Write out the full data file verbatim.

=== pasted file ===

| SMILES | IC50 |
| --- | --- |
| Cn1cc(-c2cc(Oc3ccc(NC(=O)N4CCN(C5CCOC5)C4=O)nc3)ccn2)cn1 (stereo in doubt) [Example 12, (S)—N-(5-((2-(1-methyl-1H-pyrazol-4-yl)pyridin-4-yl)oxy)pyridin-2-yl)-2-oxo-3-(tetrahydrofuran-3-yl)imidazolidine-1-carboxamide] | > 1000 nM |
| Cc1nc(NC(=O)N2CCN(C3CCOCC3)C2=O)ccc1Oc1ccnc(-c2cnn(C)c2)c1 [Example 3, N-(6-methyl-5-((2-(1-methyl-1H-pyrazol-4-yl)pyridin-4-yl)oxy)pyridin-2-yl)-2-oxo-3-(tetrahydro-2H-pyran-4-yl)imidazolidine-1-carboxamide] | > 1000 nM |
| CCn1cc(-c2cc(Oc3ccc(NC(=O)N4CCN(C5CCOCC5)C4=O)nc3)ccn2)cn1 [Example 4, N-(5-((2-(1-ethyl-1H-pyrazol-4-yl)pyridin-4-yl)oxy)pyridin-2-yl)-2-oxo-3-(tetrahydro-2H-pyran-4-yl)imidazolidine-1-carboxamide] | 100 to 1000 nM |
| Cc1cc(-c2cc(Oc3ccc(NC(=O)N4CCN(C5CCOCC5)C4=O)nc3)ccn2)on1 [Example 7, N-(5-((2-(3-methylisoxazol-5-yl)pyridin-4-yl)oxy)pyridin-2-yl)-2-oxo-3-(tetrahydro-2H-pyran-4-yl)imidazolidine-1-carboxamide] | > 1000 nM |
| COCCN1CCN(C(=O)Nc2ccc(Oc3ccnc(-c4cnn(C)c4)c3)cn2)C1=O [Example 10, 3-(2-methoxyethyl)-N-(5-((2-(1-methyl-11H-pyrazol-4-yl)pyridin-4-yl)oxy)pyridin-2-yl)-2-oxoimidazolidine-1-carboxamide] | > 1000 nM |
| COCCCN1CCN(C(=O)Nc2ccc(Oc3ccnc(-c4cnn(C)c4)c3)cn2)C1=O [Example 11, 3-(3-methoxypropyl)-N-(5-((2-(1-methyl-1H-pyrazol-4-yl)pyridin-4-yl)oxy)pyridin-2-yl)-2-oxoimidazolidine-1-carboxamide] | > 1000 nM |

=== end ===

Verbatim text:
| SMILES | IC50 |
| --- | --- |
| Cn1cc(-c2cc(Oc3ccc(NC(=O)N4CCN(C5CCOC5)C4=O)nc3)ccn2)cn1 (stereo in doubt) [Example 12, (S)—N-(5-((2-(1-methyl-1H-pyrazol-4-yl)pyridin-4-yl)oxy)pyridin-2-yl)-2-oxo-3-(tetrahydrofuran-3-yl)imidazolidine-1-carboxamide] | > 1000 nM |
| Cc1nc(NC(=O)N2CCN(C3CCOCC3)C2=O)ccc1Oc1ccnc(-c2cnn(C)c2)c1 [Example 3, N-(6-methyl-5-((2-(1-methyl-1H-pyrazol-4-yl)pyridin-4-yl)oxy)pyridin-2-yl)-2-oxo-3-(tetrahydro-2H-pyran-4-yl)imidazolidine-1-carboxamide] | > 1000 nM |
| CCn1cc(-c2cc(Oc3ccc(NC(=O)N4CCN(C5CCOCC5)C4=O)nc3)ccn2)cn1 [Example 4, N-(5-((2-(1-ethyl-1H-pyrazol-4-yl)pyridin-4-yl)oxy)pyridin-2-yl)-2-oxo-3-(tetrahydro-2H-pyran-4-yl)imidazolidine-1-carboxamide] | 100 to 1000 nM |
| Cc1cc(-c2cc(Oc3ccc(NC(=O)N4CCN(C5CCOCC5)C4=O)nc3)ccn2)on1 [Example 7, N-(5-((2-(3-methylisoxazol-5-yl)pyridin-4-yl)oxy)pyridin-2-yl)-2-oxo-3-(tetrahydro-2H-pyran-4-yl)imidazolidine-1-carboxamide] | > 1000 nM |
| COCCN1CCN(C(=O)Nc2ccc(Oc3ccnc(-c4cnn(C)c4)c3)cn2)C1=O [Example 10, 3-(2-methoxyethyl)-N-(5-((2-(1-methyl-11H-pyrazol-4-yl)pyridin-4-yl)oxy)pyridin-2-yl)-2-oxoimidazolidine-1-carboxamide] | > 1000 nM |
| COCCCN1CCN(C(=O)Nc2ccc(Oc3ccnc(-c4cnn(C)c4)c3)cn2)C1=O [Example 11, 3-(3-methoxypropyl)-N-(5-((2-(1-methyl-1H-pyrazol-4-yl)pyridin-4-yl)oxy)pyridin-2-yl)-2-oxoimidazolidine-1-carboxamide] | > 1000 nM |